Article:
10 Weird Facts About Home Mortgages

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  • At one time, the average American had a tough time landing a mortgage.
  • 88% of Americans take out a mortgage when it's time to buy a home. 
  • The mortgage interest tax deduction has been around since 1894.

As boring as they sound, mortgages have a fascinating history. 

Mortgages have been in the news for the past few years, particularly during the initial phase of the COVID-19 pandemic when interest rates dove beneath the 3% mark. Today, they're in the news again as interest rates rise and home sales slow. 

While we keep one eye on the housing market, we thought it might be fun to take a peek at some of the weirdest, most interesting facts about mortgages. 

1. Mortgages were not always available to everyday people

Today's mortgage looks quite different than an early-1900s mortgage. Back then, a home buyer had to make a 50% down payment, and took out a mortgage with a five-year amortization period. In other words, buyers had only five years to pay the mortgage off in full. Making it tougher still, buyers made interest-only payments for those five years. At the end of those five years, the entire principal of the loan was due. The setup excluded most Americans from obtaining a mortgage.

2. A word with a dark origin

The word "mortgage" comes from the old French phrase "mort gaige." Literally translated, mort gaige means death pledge. Once the mortgage is paid off, the loan dies. 

3. Might as well be speaking Greek

CNN found that 33% of those surveyed do not know what "annual percentage rate" means. Further, 33% also believe that mortgage lenders are required to charge all borrowers the same fees. The reality is, APR represents the total amount a borrower pays for a mortgage (including interest and fees). And regarding fees, a lender can charge whatever it wants to charge for services like home appraisals and credit checks. 

4. Now that's an accomplishment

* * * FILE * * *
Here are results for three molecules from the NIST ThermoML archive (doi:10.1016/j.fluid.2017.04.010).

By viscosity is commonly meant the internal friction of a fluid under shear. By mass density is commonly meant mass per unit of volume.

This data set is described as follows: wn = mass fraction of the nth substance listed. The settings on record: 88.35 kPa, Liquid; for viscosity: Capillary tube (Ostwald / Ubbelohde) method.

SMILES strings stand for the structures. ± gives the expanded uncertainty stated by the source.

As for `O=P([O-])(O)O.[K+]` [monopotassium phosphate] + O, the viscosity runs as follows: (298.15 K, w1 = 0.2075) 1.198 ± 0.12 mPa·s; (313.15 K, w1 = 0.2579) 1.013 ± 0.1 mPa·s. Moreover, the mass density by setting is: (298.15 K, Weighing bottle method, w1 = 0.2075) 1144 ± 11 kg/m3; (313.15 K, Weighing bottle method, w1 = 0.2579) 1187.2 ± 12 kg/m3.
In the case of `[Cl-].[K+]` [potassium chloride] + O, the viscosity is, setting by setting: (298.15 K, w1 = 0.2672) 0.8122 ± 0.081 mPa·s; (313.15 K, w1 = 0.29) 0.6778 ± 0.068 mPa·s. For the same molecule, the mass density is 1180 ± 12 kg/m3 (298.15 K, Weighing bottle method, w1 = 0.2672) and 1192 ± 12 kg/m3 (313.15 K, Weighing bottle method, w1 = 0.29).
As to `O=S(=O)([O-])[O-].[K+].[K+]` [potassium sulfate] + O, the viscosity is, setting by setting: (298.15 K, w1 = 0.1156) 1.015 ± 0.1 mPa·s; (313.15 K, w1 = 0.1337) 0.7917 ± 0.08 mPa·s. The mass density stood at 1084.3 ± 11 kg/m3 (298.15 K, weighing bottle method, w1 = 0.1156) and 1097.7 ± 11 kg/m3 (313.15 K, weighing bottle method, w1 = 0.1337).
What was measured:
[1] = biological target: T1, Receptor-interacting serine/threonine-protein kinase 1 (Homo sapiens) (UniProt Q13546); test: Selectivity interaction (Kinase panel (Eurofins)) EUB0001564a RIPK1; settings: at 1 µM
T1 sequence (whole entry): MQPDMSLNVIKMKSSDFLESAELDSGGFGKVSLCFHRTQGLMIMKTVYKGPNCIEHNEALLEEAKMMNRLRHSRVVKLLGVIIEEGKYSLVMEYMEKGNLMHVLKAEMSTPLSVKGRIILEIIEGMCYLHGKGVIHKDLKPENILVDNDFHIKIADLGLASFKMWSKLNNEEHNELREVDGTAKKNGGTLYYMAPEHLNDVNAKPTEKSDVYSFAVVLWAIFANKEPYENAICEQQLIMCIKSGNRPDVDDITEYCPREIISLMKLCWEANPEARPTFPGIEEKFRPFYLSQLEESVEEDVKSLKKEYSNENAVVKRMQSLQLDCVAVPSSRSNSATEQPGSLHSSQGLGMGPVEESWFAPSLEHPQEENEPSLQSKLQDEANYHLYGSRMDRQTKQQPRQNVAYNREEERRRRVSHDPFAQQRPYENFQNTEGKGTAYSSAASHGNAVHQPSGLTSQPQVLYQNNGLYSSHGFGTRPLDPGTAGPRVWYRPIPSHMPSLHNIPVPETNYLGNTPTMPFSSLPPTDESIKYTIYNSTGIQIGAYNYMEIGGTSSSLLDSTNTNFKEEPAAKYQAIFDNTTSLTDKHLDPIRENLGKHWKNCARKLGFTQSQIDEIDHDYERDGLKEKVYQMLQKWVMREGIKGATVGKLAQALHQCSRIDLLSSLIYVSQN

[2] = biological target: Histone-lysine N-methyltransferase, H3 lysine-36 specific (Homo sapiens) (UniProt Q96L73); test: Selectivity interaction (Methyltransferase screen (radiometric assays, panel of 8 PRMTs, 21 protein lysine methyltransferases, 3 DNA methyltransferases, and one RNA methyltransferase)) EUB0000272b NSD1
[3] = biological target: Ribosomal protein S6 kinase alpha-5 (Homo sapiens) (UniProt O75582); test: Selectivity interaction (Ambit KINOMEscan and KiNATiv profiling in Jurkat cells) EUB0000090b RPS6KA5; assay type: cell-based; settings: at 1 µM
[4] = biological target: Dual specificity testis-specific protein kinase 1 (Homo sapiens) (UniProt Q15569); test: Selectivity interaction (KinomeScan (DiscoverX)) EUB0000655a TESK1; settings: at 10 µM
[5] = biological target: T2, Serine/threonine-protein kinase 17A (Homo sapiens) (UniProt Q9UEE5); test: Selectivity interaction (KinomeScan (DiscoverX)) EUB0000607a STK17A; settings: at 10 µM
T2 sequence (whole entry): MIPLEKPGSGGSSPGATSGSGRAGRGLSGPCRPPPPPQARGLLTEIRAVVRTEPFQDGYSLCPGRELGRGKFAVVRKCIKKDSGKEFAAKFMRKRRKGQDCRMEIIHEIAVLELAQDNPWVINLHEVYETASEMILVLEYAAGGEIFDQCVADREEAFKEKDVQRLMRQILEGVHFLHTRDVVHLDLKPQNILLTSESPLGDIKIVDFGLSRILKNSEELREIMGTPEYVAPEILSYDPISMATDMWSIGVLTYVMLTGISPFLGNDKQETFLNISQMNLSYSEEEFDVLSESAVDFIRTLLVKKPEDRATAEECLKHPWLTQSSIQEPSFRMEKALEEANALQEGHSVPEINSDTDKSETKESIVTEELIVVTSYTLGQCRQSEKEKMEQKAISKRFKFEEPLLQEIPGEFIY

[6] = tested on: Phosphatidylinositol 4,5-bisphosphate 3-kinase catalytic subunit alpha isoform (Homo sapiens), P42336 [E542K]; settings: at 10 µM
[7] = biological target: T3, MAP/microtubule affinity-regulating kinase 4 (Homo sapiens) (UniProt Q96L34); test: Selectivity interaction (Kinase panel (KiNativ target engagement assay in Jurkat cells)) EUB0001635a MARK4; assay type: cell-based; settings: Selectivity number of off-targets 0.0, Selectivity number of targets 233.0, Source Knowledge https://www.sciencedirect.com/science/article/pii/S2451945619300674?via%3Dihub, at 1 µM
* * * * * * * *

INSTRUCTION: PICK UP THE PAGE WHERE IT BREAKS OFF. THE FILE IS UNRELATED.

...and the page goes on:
When a Scottish homeowner pays off their mortgage, they sometimes paint the front door red as a way to celebrate their accomplishment

5. A (very) short gilded age -- even without a mortgage

In the 1890s, deep in the heart of the "gilded age," the grandest addresses in the world were located on New York City's Fifth Avenue. The Astors, Vanderbilts, and Carnegies are just a few of the names who poured family wealth into building larger, more exquisite homes. A mere 30 years later, many Fifth Avenue homes were being torn down. At the time, it could cost up to $5 million a year to pay for mansion upkeep, taxes, and servants to keep the house running. In 1925, the Vanderbilt mansion was sold, demolished and replaced with a Bergdorf Goodman. 

6. Most of us need a mortgage

Only 12% of home buyers pay cash for a home. The other 88% take out a mortgage. 

7. Mortgage amounts vary 

The amount of mortgage a home buyer can borrow varies by county. For example, in the U.S., the maximum is typically around 97% (although there are exceptions). In the United Kingdom, home buyers can take out a mortgage for as much as 110% of a home's value. In the Netherlands, a borrower can land a mortgage for 115% of a home's value. 

8. The mortgage tax deduction is nothing new

Homeowners have been able to use mortgage interest as a tax deduction since 1894, when all types of interest were tax deductible. Today, mortgage interest is one of the few kinds of interest that can be deducted.

9. No, but thanks anyway

According to the New York Times, only about 50% of homeowners use the mortgage interest deduction at tax time. 

10. Oh, that Pretty Boy Floyd

While it may be an urban legend, this last weird fact is rather fun to imagine. In 1933, bank robber Charles Arthur "Pretty Boy" Floyd stopped long enough whilst robbing banks to destroy mortgage documents, thereby freeing other "everyday folks" with a mortgage-free existence. 

American mortgages change with the times. It will be interesting to see what the future holds for home loans. 

Our Research Expert

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